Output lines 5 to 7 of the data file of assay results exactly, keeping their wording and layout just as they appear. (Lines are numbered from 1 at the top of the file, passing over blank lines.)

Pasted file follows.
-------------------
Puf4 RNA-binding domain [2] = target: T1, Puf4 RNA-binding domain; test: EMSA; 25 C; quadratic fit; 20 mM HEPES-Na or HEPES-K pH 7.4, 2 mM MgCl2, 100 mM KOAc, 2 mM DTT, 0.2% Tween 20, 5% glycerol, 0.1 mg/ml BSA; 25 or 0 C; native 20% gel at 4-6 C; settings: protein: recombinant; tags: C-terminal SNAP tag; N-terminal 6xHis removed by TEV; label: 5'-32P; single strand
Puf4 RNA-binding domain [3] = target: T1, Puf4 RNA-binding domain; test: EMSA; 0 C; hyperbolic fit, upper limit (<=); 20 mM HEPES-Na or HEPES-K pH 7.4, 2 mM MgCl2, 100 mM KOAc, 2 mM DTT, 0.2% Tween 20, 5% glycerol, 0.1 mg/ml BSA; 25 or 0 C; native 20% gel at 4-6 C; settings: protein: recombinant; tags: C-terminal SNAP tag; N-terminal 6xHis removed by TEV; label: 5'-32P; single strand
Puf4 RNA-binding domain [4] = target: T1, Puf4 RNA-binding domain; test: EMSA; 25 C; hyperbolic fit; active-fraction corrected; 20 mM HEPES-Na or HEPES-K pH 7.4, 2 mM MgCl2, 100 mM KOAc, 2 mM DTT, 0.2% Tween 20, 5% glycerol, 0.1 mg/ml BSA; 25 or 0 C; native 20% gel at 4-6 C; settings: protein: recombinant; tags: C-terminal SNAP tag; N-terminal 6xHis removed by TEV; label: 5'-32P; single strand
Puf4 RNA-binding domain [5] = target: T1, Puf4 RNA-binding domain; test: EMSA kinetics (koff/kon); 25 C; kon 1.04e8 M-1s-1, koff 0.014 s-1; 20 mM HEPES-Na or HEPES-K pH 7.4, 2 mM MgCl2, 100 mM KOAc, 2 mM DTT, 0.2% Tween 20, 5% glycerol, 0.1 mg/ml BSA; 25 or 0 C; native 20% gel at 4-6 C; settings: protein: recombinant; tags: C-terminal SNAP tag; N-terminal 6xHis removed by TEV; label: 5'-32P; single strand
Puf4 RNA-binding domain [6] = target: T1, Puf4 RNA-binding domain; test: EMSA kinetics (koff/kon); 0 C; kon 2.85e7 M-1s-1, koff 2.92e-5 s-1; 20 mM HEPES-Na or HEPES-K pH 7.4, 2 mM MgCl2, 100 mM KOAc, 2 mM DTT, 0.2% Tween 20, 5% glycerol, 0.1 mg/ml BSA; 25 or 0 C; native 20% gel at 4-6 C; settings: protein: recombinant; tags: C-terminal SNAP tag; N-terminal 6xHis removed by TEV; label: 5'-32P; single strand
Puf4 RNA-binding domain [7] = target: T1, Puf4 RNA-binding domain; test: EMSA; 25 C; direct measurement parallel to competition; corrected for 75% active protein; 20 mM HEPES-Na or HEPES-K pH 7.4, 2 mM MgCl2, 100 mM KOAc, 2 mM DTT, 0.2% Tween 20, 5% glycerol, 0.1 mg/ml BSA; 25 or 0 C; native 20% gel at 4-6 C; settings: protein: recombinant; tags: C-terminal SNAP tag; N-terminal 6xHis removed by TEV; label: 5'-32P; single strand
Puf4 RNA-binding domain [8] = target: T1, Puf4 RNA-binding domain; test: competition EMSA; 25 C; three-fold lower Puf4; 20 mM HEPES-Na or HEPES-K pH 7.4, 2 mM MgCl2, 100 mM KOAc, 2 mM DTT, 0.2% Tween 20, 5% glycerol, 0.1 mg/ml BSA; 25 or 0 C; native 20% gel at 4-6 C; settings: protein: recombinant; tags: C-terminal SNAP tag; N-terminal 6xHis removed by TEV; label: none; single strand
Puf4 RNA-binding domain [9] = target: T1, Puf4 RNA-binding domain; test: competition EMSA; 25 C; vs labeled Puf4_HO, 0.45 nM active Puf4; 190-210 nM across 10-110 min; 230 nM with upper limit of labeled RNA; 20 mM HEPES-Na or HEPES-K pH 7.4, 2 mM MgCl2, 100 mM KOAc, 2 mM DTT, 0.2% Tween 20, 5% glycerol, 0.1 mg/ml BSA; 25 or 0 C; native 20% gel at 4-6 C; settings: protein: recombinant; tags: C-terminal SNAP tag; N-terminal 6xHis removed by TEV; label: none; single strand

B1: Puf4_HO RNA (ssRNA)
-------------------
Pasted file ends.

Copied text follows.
Puf4 RNA-binding domain [6] = target: T1, Puf4 RNA-binding domain; test: EMSA kinetics (koff/kon); 0 C; kon 2.85e7 M-1s-1, koff 2.92e-5 s-1; 20 mM HEPES-Na or HEPES-K pH 7.4, 2 mM MgCl2, 100 mM KOAc, 2 mM DTT, 0.2% Tween 20, 5% glycerol, 0.1 mg/ml BSA; 25 or 0 C; native 20% gel at 4-6 C; settings: protein: recombinant; tags: C-terminal SNAP tag; N-terminal 6xHis removed by TEV; label: 5'-32P; single strand
Puf4 RNA-binding domain [7] = target: T1, Puf4 RNA-binding domain; test: EMSA; 25 C; direct measurement parallel to competition; corrected for 75% active protein; 20 mM HEPES-Na or HEPES-K pH 7.4, 2 mM MgCl2, 100 mM KOAc, 2 mM DTT, 0.2% Tween 20, 5% glycerol, 0.1 mg/ml BSA; 25 or 0 C; native 20% gel at 4-6 C; settings: protein: recombinant; tags: C-terminal SNAP tag; N-terminal 6xHis removed by TEV; label: 5'-32P; single strand
Puf4 RNA-binding domain [8] = target: T1, Puf4 RNA-binding domain; test: competition EMSA; 25 C; three-fold lower Puf4; 20 mM HEPES-Na or HEPES-K pH 7.4, 2 mM MgCl2, 100 mM KOAc, 2 mM DTT, 0.2% Tween 20, 5% glycerol, 0.1 mg/ml BSA; 25 or 0 C; native 20% gel at 4-6 C; settings: protein: recombinant; tags: C-terminal SNAP tag; N-terminal 6xHis removed by TEV; label: none; single strand